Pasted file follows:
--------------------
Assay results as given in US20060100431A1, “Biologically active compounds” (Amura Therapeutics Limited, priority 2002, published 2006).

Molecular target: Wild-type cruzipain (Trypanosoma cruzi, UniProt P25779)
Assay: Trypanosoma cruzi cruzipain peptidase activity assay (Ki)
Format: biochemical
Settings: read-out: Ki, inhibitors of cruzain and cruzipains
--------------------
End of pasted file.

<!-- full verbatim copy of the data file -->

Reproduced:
Assay results as given in US20060100431A1, “Biologically active compounds” (Amura Therapeutics Limited, priority 2002, published 2006).

Molecular target: Wild-type cruzipain (Trypanosoma cruzi, UniProt P25779)
Assay: Trypanosoma cruzi cruzipain peptidase activity assay (Ki)
Format: biochemical
Settings: read-out: Ki, inhibitors of cruzain and cruzipains